Disclosures: The researchers report no relevant financial disclosures.
April 01, 2021
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Lifestyle app lowers costs, sets goals for patients with hip, knee OA

Disclosures: The researchers report no relevant financial disclosures.
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A standalone, healthy lifestyle app, called dr. Bart, can lower costs, compared with usual care, and help provide education and goal setting for patients with osteoarthritis, according to data published in Arthritis Care & Research.

“Due to the considerable costs related to OA, there is need for cost-effective interventions in the treatment for people with knee/hip OA,” Tim Pelle, PhD, PT, of Sint Maartenskliniek and Radboud University Medical Center, in Nijmegen, the Netherlands, and colleagues wrote. “Given the huge potential of eHealth technologies, we developed the dr. Bart app to enhance self-management in people with knee/hip OA. The dr. Bart app is based on the Fogg model for behavioral change, augmented with reminders, rewards and self-monitoring to reinforce app engagement.”

The dr. Bart app can lower costs, compared with usual care, and help provide education and goal setting for patients with OA, according to data. Data derived from Pelle T, et al. Arthritis Care Res. 2021;doi:10.1002/acr.24608.

Although prior evaluations found no link between the app’s use and changes in health care use over 6 months, dr. Bart did demonstrate small but positive effects on pain, symptoms and activities of daily life in people with knee or hip OA, according to the researchers.

“Given the scarce health resources, the growing economic burden as a consequence of rising prevalence of OA and the fact that prior studies did not assess joint uncertainty around cost and effects it is important to conduct an economic evaluation,” Pelle and colleagues wrote. “Moreover, to be implemented on a larger scale, insight in the cost-effectiveness is warranted.”

To analyze the cost utility and effectiveness of the dr. Bart app, compared with usual care, in, and from the perspective of, patients with knee or hip OA, Pelle and colleagues conducted an economic evaluation alongside a 6-month randomized controlled trial. The aim of the randomized controlled trial was to examine the app’s impact on 6-month health care use and clinical outcomes at Sint Maartenskliniek from 2018 to 2019. The economic evaluation included 427 trial participants, with 214 assigned to the dr. Bart app and 213 allocated to the usual care group.

In the dr. Bart group, the app proposed goals for a healthier lifestyle, based on machine learning using data collected in a personal profile and the prior behavior of the user. The app additionally used reminders, rewards and self-monitoring to reinforce engagement and health behavior. In the usual care group, patients received no active treatment. After completing the last follow-up questionnaire, these participants were offered the dr. Bart app.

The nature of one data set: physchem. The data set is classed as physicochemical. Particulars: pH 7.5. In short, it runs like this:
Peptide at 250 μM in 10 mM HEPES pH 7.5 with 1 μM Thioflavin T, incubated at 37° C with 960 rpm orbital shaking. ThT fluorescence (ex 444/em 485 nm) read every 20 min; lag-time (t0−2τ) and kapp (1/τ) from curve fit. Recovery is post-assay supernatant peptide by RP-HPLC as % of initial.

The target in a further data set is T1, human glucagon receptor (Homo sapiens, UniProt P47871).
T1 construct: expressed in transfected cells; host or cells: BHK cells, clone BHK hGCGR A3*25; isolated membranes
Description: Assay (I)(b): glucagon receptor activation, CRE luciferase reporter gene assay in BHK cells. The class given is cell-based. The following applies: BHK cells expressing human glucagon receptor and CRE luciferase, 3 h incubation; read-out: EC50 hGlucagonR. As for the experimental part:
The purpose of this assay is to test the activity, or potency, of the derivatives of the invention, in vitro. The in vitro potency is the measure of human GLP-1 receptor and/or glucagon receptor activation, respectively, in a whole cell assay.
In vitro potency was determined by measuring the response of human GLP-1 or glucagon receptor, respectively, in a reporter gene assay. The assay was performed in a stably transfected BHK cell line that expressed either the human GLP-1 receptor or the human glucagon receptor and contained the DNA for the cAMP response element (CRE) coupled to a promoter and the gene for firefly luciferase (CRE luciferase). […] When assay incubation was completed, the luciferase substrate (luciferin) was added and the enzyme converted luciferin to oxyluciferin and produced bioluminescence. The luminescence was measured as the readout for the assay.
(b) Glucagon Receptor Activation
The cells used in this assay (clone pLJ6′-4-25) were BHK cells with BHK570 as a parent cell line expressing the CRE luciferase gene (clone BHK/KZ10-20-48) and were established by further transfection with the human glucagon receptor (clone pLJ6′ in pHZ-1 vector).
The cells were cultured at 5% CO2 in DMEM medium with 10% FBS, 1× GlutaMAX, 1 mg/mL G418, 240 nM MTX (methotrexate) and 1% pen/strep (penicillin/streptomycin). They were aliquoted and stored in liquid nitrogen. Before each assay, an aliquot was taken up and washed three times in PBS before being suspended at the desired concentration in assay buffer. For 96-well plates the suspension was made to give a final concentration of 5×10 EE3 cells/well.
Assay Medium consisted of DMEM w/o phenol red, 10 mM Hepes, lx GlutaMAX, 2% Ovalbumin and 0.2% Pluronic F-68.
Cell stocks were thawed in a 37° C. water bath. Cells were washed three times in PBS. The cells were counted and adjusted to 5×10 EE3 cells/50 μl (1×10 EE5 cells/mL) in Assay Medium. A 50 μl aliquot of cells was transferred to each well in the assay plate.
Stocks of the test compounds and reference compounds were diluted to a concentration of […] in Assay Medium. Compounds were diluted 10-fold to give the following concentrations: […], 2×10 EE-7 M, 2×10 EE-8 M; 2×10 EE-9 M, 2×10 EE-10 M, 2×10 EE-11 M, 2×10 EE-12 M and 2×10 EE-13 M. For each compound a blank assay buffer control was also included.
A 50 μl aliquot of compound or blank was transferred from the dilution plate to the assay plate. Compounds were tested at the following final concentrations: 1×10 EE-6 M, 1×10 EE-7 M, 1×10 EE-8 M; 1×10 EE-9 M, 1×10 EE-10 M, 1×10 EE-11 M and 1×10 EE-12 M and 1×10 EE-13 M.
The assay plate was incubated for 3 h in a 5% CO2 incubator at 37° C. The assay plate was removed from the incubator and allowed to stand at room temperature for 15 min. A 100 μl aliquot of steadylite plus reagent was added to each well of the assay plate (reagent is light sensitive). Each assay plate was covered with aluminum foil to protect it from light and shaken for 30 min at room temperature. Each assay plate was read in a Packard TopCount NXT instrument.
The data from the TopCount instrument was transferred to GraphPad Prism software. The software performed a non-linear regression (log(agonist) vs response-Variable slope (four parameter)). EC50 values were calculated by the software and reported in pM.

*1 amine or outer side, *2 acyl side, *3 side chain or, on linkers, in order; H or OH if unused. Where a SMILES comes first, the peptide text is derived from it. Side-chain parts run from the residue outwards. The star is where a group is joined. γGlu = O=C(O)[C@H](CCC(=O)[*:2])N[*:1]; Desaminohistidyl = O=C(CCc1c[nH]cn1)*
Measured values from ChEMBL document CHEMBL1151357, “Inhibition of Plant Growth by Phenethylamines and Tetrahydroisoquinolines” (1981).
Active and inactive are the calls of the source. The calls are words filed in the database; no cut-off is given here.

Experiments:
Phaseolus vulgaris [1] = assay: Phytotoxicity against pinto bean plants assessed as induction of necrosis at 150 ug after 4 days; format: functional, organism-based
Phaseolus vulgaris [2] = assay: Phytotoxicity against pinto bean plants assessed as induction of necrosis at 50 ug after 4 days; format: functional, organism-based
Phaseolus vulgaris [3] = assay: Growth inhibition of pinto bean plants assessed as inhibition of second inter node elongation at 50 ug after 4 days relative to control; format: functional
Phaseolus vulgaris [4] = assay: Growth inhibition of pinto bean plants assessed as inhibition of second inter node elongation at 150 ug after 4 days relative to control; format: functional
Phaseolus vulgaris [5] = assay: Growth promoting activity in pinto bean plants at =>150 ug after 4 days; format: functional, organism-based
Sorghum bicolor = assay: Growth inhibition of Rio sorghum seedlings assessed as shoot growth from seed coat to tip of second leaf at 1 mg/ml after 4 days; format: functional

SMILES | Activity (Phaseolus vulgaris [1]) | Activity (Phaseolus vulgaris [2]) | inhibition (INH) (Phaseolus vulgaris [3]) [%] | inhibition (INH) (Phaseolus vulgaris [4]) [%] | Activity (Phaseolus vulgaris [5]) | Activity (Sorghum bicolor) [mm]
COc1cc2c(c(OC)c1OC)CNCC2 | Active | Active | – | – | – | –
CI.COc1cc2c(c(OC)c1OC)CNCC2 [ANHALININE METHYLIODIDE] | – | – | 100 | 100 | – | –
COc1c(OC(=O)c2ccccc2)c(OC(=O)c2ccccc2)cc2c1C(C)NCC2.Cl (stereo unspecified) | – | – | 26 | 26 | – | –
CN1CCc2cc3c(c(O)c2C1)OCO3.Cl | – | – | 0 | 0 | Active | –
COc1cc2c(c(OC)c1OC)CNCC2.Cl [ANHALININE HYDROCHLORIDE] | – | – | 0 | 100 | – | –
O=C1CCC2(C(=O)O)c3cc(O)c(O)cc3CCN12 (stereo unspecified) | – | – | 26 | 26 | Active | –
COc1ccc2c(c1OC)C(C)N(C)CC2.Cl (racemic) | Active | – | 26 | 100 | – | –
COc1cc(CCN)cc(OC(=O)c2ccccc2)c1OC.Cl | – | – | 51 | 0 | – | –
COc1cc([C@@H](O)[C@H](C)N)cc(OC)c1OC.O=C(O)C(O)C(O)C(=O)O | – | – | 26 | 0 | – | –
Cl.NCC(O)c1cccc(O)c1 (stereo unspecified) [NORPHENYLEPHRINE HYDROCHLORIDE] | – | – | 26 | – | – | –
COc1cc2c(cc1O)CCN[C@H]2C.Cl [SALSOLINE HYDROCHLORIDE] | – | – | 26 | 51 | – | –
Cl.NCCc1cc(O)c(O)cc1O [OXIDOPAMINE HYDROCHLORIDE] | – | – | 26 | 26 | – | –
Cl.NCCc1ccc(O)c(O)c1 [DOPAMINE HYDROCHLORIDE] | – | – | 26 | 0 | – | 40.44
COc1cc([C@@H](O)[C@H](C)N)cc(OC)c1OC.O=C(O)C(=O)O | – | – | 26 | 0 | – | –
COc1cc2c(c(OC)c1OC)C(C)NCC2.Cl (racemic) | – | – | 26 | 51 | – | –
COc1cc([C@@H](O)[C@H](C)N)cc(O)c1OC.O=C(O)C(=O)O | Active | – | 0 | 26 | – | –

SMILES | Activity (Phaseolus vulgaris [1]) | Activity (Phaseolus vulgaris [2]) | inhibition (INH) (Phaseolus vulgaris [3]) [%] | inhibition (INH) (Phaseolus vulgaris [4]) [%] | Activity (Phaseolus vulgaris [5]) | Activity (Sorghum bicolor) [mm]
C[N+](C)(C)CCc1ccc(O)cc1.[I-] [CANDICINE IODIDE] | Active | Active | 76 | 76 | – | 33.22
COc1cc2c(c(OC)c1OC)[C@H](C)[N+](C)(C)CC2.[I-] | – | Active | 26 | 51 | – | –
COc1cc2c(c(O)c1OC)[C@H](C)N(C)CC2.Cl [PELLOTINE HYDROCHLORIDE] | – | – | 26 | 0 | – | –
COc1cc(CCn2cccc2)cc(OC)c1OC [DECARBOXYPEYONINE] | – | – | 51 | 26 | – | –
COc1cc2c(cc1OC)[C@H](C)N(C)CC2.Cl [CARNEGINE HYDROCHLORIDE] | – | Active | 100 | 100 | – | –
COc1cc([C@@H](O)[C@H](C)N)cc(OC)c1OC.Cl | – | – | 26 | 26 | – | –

Self‐reported outcome measures included health care costs, quality‐adjusted life years (QALYs) — based on the EuroQol (EQ‐5D‐3L) and the EuroQol Visual Analogue Scale (QALY‐VAS) — patient activation measure (PAM‐13), and five subscales of the Knee/Hip injury and Osteoarthritis Outcome Score (KOOS/HOOS). The researchers used bootstrapping to estimate statistical uncertainty in their analysis.

According to the researchers, health care costs were lower in the dr. Bart group (group difference = –22 euros; 95% CI, –36 to –3), compared with patients who received usual care. Regarding QALY and QALY‐VAS, the probability that the dr. Bart app would be cost‐effective, compared to usual care, was 0.71 and 0.67 at a willingness to pay (WTP) of 10,000 euros, and 0.64 and 0.56 at a WTP of 80,000 euros, respectively. For self‐management behavior, symptoms, pain and activities of daily living, the probability that the app was cost‐effective was greater than 0.82 — and less than 0.4 for activities and quality of life — regardless of WTPs.

“This economic evaluation from a health care payer perspective shows moderate probability that an eHealth application to enhance self-management (dr. Bart app) in people with knee/hip can be considered cost-effective,” Pelle and colleagues wrote.

“In view of the prevalence of OA and the fact that inducing difficult lifestyle changes is the cornerstone of management of OA and therefore a potentially long-term investment, we think the magnitude of effects attributable to the dr. Bart app are worthwhile,” they added. “Thus, the app could be applied as primary approach to deliver useful information and support self-management in people with knee/hip OA, specifically for patients who are interested in eHealth.”